On February 4, ABC News legend Barbara Walters is hosting a special on heart attacks and heart disease. Of course she is: She herself is a heart-surgery survivor, and obviously the experience--not to mention the reality that she is alive--made a deep impression on her. We might note that the issue for Walters, and for the vast majority of Americans, is not health insurance, but rather, health itself. That is, most Americans can pay their health insurance bills, one way or another, through insurance, their own funds, or charity. Yes, of course, healthcare is expensive, but as the legendary medical activist Mary Lasker said, "If you think research is expensive, try disease!"
So the real issue, then, is mobilizing society on behalf of research, medicine, and cures. Because then, in addition to being the personal benefits of health, society will benefit from better healthcare outcomes. Indeed, in the long run, better health is not only cheaper, but more economically constructive, because new industries are created, and people are more productive.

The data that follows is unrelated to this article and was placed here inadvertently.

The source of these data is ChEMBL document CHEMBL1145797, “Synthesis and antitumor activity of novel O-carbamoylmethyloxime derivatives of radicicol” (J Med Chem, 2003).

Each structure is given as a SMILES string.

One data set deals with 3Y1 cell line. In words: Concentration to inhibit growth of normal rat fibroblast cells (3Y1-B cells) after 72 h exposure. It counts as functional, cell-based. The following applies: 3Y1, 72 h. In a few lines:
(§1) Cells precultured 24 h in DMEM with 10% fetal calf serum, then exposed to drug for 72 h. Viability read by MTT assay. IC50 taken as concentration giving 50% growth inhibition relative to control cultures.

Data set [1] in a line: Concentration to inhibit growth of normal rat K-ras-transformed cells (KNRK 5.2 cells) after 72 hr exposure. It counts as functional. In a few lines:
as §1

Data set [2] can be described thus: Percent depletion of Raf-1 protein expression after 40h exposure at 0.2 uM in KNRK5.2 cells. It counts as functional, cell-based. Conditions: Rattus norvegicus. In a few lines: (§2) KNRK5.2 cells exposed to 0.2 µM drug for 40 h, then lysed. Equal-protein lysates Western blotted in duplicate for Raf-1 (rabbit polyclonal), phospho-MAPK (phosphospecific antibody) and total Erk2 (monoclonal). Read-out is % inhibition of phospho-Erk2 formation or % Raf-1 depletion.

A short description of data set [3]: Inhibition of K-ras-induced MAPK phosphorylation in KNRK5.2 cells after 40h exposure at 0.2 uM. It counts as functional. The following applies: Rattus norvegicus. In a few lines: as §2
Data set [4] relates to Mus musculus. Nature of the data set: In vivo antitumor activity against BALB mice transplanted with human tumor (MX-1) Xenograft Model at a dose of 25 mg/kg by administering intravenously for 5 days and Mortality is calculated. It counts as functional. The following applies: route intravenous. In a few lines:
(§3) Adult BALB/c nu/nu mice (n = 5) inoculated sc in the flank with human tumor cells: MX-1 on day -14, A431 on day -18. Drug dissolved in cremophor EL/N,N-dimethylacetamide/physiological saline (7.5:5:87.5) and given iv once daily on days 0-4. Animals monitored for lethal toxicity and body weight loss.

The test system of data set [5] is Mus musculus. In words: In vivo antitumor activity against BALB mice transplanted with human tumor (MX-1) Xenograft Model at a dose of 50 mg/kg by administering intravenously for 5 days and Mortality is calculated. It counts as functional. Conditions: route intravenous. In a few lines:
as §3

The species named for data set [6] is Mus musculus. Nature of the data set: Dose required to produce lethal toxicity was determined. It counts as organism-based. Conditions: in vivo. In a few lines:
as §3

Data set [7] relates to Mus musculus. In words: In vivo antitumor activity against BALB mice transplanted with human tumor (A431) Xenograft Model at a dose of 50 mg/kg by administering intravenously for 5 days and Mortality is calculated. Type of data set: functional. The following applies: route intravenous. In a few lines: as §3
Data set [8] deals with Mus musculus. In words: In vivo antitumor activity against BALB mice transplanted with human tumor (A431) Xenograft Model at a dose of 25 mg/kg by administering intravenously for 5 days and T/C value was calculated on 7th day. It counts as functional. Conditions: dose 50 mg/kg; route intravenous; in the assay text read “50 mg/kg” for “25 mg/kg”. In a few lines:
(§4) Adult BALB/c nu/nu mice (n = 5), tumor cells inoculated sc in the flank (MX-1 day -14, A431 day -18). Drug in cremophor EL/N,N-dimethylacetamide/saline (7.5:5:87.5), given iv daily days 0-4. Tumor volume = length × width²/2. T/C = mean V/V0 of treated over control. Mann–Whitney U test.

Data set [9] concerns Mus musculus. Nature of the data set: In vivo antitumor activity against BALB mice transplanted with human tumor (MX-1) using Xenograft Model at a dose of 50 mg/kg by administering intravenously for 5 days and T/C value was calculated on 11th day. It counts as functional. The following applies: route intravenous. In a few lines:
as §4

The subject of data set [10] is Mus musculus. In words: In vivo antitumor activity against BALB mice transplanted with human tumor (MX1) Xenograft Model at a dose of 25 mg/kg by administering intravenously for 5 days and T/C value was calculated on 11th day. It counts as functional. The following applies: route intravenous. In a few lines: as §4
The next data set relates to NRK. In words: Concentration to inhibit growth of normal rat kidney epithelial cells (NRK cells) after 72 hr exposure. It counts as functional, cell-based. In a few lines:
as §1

And we might consider this quote from Bill Clinton, cited in the ABC press release, describing his own heart surgery "I realized there was really no alternative, if I wanted to live, I had to do this." That sums it up--for him, and for all of us.